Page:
"Do you know if these fresh bay leaves will spoil quickly in the refrigerator?" she asked me.It was late Sunday evening, the market was crowded, and if I didn't hurry, the kids would already be asleep before I got back home.
"I don't know," I said. "I've never bought them before. If you're worried, they probably have dried Bay leaves over in the spice section."
"Well, the last time I was here they didn't have any dried bay leaves," she said.
I didn't know what else to say and I was anxious to get on with my shopping.
She was an older woman with a perfect southern drawl.
She spoke slowly, wistfully almost.
"When I was a young girl," she started, "there was a big branch that bent way over a pond where ducks used to swim."I took a deep breath.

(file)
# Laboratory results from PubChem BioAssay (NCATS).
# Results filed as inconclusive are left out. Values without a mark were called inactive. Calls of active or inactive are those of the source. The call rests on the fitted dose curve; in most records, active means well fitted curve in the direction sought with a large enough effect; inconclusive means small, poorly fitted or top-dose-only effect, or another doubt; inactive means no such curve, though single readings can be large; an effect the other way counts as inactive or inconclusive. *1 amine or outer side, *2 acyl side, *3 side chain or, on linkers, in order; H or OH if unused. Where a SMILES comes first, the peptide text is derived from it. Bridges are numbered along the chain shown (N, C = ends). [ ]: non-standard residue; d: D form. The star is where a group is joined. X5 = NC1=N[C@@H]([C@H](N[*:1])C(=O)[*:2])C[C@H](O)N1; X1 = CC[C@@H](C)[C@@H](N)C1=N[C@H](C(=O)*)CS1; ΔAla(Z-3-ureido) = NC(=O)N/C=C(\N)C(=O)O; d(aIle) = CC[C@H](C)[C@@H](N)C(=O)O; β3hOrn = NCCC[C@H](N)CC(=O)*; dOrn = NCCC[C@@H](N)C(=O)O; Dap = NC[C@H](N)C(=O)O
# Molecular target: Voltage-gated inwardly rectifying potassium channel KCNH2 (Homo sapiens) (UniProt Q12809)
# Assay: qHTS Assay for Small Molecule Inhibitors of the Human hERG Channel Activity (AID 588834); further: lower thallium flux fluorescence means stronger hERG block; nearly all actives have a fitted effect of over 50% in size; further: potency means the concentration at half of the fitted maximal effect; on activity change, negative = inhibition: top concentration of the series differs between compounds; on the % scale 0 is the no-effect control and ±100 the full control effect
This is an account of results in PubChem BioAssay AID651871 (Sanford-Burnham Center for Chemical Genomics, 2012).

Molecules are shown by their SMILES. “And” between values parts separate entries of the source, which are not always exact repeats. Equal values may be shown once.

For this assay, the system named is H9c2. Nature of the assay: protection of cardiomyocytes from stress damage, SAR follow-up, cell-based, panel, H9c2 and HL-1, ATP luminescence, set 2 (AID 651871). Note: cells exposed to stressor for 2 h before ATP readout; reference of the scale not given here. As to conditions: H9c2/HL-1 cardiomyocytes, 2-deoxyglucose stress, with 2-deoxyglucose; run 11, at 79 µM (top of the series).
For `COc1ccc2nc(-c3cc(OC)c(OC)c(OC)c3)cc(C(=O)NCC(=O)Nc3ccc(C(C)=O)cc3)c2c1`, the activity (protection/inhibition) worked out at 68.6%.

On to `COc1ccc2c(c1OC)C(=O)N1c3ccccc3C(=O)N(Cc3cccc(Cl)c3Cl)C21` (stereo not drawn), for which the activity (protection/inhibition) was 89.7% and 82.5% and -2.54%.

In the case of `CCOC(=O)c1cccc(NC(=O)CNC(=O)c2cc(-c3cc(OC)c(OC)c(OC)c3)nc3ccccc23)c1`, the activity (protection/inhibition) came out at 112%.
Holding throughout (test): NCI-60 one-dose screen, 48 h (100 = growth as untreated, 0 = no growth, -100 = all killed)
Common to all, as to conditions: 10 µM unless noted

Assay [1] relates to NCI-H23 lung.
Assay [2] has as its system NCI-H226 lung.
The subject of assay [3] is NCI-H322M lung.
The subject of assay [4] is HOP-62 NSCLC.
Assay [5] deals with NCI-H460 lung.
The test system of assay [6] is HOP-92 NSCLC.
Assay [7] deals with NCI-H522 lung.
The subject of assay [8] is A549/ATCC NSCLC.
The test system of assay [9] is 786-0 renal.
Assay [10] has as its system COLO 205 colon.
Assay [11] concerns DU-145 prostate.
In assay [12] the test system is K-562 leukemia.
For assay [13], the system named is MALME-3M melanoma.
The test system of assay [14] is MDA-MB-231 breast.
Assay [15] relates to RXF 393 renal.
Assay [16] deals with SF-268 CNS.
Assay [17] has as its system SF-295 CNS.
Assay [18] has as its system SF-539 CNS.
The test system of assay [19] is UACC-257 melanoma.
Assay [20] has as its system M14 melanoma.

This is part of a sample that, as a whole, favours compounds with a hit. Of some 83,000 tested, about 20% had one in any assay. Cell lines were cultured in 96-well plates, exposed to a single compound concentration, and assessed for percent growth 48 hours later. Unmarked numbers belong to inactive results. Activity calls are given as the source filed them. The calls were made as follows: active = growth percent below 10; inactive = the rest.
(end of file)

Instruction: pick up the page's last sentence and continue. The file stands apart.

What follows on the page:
I willed myself to slow down and listen.
"We used to wander down there by that pond," she said, remembering.She tilted her head slightly upwards and looked off to her right as she pulled this place from her past into focus.
"When mama was making a soup or stew, she used to send us down to that branch and ask us to pick her a few of those bay leaves. She never did ask us to pick her a whole bunch like this though."She threw a questioning glance down at the small tub of fresh bay leaves in her hand.
I could read the price. The fresh bay leaves were $1.99.
"Well," I said, trying to be both friendly and comforting, "if you use a few and the rest spoil, the worst thing that can happen is that you'll be out two dollars."She sighed.
"The thing is," she said putting them back, "I don't have anything to use even one of them for right now."I understood her then.
She didn't really need a bay leaf, just someone to talk to.
Someone to hear about that pond with the bent over branch, that special place where the ducks once swam.